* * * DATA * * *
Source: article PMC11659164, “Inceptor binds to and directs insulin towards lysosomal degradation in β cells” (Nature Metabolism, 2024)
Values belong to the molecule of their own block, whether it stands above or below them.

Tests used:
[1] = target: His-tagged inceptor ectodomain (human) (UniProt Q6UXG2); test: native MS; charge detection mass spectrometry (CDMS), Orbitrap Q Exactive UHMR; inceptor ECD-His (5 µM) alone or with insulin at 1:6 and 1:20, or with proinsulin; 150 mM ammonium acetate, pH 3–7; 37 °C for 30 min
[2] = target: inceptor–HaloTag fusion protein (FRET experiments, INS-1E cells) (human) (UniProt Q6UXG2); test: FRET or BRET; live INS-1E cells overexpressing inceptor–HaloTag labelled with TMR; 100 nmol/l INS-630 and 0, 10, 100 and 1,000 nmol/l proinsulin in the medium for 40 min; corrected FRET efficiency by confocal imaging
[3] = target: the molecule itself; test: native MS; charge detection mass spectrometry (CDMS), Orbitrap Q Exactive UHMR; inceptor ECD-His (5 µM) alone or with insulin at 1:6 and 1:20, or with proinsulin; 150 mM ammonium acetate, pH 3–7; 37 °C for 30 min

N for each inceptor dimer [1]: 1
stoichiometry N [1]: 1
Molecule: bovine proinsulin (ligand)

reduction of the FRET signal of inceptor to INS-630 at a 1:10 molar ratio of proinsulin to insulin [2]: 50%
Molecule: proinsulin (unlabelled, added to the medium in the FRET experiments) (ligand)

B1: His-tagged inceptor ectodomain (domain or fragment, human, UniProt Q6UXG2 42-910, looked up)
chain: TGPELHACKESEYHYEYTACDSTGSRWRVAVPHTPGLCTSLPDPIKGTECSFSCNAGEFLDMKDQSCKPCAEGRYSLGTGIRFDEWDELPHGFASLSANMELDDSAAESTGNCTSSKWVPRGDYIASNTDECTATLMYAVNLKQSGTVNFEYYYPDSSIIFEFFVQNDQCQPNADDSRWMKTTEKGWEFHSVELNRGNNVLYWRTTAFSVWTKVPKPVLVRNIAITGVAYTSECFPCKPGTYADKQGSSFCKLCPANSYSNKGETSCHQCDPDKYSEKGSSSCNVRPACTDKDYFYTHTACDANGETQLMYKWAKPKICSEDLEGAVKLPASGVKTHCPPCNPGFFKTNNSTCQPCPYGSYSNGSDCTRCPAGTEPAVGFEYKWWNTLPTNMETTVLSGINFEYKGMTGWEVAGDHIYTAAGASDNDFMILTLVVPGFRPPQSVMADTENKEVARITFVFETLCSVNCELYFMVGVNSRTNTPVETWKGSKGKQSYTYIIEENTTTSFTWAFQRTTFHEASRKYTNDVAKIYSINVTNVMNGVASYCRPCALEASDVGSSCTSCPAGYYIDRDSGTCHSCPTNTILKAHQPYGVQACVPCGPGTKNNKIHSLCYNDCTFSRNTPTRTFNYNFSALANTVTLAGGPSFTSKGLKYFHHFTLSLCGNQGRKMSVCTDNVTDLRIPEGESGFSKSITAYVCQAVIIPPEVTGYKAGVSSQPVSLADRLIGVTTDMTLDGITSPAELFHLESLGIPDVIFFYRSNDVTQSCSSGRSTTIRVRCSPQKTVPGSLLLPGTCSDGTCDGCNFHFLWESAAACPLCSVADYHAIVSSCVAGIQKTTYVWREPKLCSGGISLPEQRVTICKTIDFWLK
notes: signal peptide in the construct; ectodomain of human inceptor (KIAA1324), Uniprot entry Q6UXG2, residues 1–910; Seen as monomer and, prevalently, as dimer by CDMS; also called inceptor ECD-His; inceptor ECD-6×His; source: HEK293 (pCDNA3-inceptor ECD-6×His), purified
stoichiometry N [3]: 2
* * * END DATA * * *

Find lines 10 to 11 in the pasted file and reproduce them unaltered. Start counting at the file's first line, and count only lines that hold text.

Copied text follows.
reduction of the FRET signal of inceptor to INS-630 at a 1:10 molar ratio of proinsulin to insulin [2]: 50%
Molecule: proinsulin (unlabelled, added to the medium in the FRET experiments) (ligand)